Nope. It's because they already know the answers!  Wink

Protestants are still trying to figure out what they believe!

But seriously, there's quite a difference between fruitful and thoughtful Bible study and the speculation and airing of pet theories which passes for Bible study in many Protestant groups.

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« Reply #48 on: November 20, 2014, 11:24:17 AM »


Nope. It's because they already know the answers!  Wink

Protestants are still trying to figure out what they believe!

But seriously, there's quite a difference between fruitful and thoughtful Bible study and the speculation and airing of pet theories which passes for Bible study in many Protestant groups.

Protestant Bible study in many respects resembles a dog chasing its own tail. And the dog and Protestants have no idea what they would do if they actually "caught" it. You just cannot get past the fact that Protestantism is fundamentally-based on the extraordinarily-ridiculous and ahistorical ideology of an immediate Apostasy. There are absolutely no historical facts that support such a bizarre ideology. And no amount of Bible study is going to cure that fundamental flaw. 
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« Reply #49 on: November 20, 2014, 11:27:28 AM »

Out of curiosity, do any of you who are posting who are Orthodox continue to attend Protestant Bible study groups? If so, why?
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« Reply #50 on: November 20, 2014, 12:14:13 PM »

Out of curiosity, do any of you who are posting who are Orthodox continue to attend Protestant Bible study groups? If so, why?



I've never been to a Protestant Bible study once in my life and I don't intend to start.  Cheesy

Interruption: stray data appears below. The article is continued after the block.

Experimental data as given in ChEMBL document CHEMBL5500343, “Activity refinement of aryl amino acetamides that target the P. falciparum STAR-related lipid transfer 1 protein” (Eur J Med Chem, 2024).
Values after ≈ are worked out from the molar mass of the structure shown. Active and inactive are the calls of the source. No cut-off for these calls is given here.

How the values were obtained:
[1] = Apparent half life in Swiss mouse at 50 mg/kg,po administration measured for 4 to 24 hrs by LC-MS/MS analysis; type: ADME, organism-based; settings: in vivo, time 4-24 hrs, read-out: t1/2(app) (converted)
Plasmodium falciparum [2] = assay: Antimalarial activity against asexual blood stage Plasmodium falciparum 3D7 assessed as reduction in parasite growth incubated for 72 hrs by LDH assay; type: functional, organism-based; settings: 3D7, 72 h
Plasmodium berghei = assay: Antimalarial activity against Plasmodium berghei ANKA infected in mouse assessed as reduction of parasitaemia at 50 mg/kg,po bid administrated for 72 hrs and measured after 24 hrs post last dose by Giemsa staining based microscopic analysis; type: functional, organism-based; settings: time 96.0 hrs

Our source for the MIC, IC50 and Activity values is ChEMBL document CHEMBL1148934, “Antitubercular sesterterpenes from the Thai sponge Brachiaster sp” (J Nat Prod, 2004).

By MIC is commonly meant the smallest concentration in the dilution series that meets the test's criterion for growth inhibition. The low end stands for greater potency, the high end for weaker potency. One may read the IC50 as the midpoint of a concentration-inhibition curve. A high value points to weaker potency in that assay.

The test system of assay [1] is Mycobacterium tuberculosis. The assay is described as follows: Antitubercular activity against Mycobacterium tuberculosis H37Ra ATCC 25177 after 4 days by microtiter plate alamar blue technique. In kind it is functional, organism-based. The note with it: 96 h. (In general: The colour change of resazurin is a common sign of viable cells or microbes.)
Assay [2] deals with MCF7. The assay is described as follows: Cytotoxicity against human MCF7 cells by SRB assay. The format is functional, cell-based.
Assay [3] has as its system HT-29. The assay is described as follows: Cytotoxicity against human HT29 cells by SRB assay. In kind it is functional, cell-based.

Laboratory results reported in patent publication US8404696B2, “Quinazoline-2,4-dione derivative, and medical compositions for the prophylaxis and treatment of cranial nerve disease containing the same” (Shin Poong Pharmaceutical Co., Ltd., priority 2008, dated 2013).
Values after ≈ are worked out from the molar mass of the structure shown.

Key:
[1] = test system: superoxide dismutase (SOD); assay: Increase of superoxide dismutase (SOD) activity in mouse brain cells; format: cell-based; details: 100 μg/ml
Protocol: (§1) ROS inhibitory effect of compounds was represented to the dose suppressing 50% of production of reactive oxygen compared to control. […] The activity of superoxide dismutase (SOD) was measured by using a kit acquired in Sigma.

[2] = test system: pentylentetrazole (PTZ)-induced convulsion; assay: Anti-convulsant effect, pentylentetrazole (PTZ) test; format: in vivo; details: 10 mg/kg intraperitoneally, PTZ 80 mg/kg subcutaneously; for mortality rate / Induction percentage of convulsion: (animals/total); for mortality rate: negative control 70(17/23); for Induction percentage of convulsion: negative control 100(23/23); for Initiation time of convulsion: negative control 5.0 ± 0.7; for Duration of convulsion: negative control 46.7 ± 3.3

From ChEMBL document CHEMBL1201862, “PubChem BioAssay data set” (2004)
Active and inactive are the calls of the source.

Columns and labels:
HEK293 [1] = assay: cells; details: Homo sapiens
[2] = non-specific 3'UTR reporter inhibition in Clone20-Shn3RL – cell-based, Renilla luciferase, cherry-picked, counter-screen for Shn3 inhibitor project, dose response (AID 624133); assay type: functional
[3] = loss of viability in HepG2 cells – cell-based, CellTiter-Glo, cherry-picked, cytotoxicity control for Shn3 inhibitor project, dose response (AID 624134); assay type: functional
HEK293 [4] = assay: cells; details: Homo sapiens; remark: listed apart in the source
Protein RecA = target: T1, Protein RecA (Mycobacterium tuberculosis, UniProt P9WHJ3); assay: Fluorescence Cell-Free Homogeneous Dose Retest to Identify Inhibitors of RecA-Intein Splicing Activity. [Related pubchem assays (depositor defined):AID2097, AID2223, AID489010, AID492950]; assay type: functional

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« Reply #51 on: November 20, 2014, 12:41:45 PM »


Nope. It's because they already know the answers!  Wink

Protestants are still trying to figure out what they believe!

But seriously, there's quite a difference between fruitful and thoughtful Bible study and the speculation and airing of pet theories which passes for Bible study in many Protestant groups.

Protestant Bible study in many respects resembles a dog chasing its own tail. And the dog and Protestants have no idea what they would do if they actually "caught" it. You just cannot get past the fact that Protestantism is fundamentally-based on the extraordinarily-ridiculous and ahistorical ideology of an immediate Apostasy. There are absolutely no historical facts that support such a bizarre ideology. And no amount of Bible study is going to cure that fundamental flaw. 

ROFL!
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« Reply #52 on: November 20, 2014, 12:47:51 PM »

Out of curiosity, do any of you who are posting who are Orthodox continue to attend Protestant Bible study groups? If so, why?

No. Why would I? I'm willing to concede that it is theoretically possible for good Protestant Bible study groups to exist. That has not been my experience. Rather than truly considering the text and context, most that I have been to consist solely of other peoples' opinions and pet notions. Which don't interest me. That sort of Scriptural speculation, divorced from the Faith once given to the Apostles and the beliefs and teachings of the Church, is a waste of time.

(climbs down off soapbox)
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« Reply #53 on: November 20, 2014, 01:27:43 PM »

Out of curiosity, do any of you who are posting who are Orthodox continue to attend Protestant Bible study groups? If so, why?

No. Why would I? I'm willing to concede that it is theoretically possible for good Protestant Bible study groups to exist. That has not been my experience. Rather than truly considering the text and context, most that I have been to consist solely of other peoples' opinions and pet notions. Which don't interest me. That sort of Scriptural speculation, divorced from the Faith once given to the Apostles and the beliefs and teachings of the Church, is a waste of time.

(climbs down off soapbox)